Saturday, June 15

This Master Photographer Deliberately Records the Motion Blur to Create Masterpieces

Motion Blur is a nightmare for all photographers almost all the time. There are some limited occasions where photographers capture the motion blur intentionally. But, we bet you haven’t seen a photographer is trying to capture motion blur while shooting a ‘performing art’ event. Typically, one tries to capture a performing art clean and sharp as much as possible. We at Fotomated are going to show you the total opposite of that today.

Henry Rajakaruna is a pioneer in the photography field in Sri Lanka. He is the one and only photographer who holds MFIAP (Master Photographer of FIAP) in Sri Lanka as of today. While capturing theatrical performances in the early ’80s, it occurred to him that recording the movement of the performers can create a unique form of art, instead of freezing the moment. Hence, he started experimenting with using extremely slow shutter speeds so that the motion blur is created when the performers move. The project is named ‘Dance in a Trance’.

Image credit & More info: henryrajakaruna.com | Facebook

Dance in a Trance
(c) Henry Rajakaruna
Dance in a Trance
(c) Henry Rajakaruna
Dance in a Trance
(c) Henry Rajakaruna

The results of his experiment came out with ultimate success. Over the years he mastered the craft and it is developed as a whole new photography technique, ‘Rajakaurana style’. His images are so surreal and captivating. And it is the very project that the photographer submitted to FIAP for the distinction ‘MFIAP’. It was well received by the FIAP making him the first photographer from Sri Lanka to get ‘Master Photographer of FIAP’.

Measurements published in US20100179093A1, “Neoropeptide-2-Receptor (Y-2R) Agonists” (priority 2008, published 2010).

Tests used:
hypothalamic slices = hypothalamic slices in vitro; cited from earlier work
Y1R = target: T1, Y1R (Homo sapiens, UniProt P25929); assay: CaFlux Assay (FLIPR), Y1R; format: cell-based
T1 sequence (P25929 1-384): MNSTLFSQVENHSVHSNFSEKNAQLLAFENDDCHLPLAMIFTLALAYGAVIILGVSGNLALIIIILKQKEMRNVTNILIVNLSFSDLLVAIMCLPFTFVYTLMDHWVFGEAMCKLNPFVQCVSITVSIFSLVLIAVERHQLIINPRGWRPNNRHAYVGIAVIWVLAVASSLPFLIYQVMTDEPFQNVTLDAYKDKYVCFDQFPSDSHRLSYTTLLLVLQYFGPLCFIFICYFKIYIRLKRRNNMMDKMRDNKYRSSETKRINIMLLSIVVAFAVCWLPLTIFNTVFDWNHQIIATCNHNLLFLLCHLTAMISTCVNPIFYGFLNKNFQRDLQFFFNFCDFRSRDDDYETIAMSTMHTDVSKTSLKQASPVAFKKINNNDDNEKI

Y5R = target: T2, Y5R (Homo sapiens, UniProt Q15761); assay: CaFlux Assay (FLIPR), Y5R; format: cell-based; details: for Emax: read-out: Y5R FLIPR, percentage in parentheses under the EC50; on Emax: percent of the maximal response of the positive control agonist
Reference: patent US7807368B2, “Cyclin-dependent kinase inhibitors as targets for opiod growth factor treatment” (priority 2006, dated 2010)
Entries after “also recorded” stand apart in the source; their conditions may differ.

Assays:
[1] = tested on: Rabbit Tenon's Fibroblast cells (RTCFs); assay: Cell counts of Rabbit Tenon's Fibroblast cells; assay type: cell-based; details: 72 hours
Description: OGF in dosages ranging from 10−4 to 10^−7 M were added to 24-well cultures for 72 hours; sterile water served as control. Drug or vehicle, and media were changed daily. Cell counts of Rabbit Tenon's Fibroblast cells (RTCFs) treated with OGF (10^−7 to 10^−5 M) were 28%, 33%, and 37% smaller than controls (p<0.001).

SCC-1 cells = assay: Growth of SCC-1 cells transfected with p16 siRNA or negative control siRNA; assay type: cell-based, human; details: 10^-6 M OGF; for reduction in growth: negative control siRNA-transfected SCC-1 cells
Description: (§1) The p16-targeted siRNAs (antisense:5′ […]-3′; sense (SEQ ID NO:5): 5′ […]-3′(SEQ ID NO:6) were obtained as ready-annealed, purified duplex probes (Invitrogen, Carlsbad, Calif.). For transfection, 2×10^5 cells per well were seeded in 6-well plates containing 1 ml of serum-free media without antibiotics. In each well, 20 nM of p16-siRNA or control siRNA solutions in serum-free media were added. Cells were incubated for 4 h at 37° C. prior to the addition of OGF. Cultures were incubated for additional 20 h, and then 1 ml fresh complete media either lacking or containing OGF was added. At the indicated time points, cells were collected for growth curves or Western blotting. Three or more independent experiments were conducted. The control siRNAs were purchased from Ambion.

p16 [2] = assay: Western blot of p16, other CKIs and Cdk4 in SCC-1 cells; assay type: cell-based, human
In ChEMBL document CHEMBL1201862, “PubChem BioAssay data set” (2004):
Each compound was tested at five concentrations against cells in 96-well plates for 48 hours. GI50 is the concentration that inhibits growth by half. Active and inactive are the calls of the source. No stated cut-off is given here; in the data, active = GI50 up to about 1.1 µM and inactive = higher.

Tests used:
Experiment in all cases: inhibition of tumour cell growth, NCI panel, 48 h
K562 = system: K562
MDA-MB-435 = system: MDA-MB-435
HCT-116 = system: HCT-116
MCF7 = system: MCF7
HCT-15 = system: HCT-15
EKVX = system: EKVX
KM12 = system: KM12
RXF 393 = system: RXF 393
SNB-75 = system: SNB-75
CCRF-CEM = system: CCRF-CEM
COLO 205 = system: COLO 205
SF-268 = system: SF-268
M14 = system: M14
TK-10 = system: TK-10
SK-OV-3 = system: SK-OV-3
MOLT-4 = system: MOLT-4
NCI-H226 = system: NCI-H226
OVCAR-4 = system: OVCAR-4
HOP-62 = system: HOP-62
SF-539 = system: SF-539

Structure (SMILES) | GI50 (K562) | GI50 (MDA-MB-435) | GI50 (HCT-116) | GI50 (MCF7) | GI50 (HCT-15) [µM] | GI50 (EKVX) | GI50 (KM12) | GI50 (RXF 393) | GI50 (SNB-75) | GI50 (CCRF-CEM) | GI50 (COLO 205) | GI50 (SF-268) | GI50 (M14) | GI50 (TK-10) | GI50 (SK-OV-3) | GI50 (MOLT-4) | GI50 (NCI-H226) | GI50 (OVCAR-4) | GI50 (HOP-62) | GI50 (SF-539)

(c) Henry Rajakaruna
Dance in a Trance
(c) Henry Rajakaruna
(c) Henry Rajakaruna
Dance in a Trance
(c) Henry Rajakaruna
Dance in a Trance
(c) Henry Rajakaruna

These are not mere slow shutter photographs. Each image contains sharp elements as well as blurry elements, which are composed carefully. According to the photographer, there are three methods to capture a photograph like this. One of them requires post-processing while the other two are solely based on how the image is captured.

What do you think about this art? Do share your thoughts in the comments section.

Dance in a Trance
(c) Henry Rajakaruna
Dance in a Trance
(c) Henry Rajakaruna
(c) Henry Rajakaruna
Dance in a Trance
(c) Henry Rajakaruna
Dance in a Trance
(c) Henry Rajakaruna
(c) Henry Rajakaruna

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